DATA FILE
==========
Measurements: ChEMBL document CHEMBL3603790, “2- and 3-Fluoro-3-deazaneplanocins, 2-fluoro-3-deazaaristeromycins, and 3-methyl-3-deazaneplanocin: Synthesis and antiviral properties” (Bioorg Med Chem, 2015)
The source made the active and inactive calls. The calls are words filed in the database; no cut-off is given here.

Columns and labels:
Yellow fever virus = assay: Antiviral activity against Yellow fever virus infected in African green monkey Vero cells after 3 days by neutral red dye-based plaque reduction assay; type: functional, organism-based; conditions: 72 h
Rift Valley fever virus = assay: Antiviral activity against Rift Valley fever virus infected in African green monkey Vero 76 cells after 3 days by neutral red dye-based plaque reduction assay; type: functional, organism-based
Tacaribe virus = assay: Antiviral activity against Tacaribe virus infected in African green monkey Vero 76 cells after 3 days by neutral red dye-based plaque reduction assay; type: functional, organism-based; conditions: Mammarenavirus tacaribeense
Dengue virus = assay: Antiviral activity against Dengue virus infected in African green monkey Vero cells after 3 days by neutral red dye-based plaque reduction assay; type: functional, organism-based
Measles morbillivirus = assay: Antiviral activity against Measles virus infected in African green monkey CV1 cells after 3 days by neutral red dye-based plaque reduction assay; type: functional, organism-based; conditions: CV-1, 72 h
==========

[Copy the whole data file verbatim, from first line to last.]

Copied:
Measurements: ChEMBL document CHEMBL3603790, “2- and 3-Fluoro-3-deazaneplanocins, 2-fluoro-3-deazaaristeromycins, and 3-methyl-3-deazaneplanocin: Synthesis and antiviral properties” (Bioorg Med Chem, 2015)
The source made the active and inactive calls. The calls are words filed in the database; no cut-off is given here.

Columns and labels:
Yellow fever virus = assay: Antiviral activity against Yellow fever virus infected in African green monkey Vero cells after 3 days by neutral red dye-based plaque reduction assay; type: functional, organism-based; conditions: 72 h
Rift Valley fever virus = assay: Antiviral activity against Rift Valley fever virus infected in African green monkey Vero 76 cells after 3 days by neutral red dye-based plaque reduction assay; type: functional, organism-based
Tacaribe virus = assay: Antiviral activity against Tacaribe virus infected in African green monkey Vero 76 cells after 3 days by neutral red dye-based plaque reduction assay; type: functional, organism-based; conditions: Mammarenavirus tacaribeense
Dengue virus = assay: Antiviral activity against Dengue virus infected in African green monkey Vero cells after 3 days by neutral red dye-based plaque reduction assay; type: functional, organism-based
Measles morbillivirus = assay: Antiviral activity against Measles virus infected in African green monkey CV1 cells after 3 days by neutral red dye-based plaque reduction assay; type: functional, organism-based; conditions: CV-1, 72 h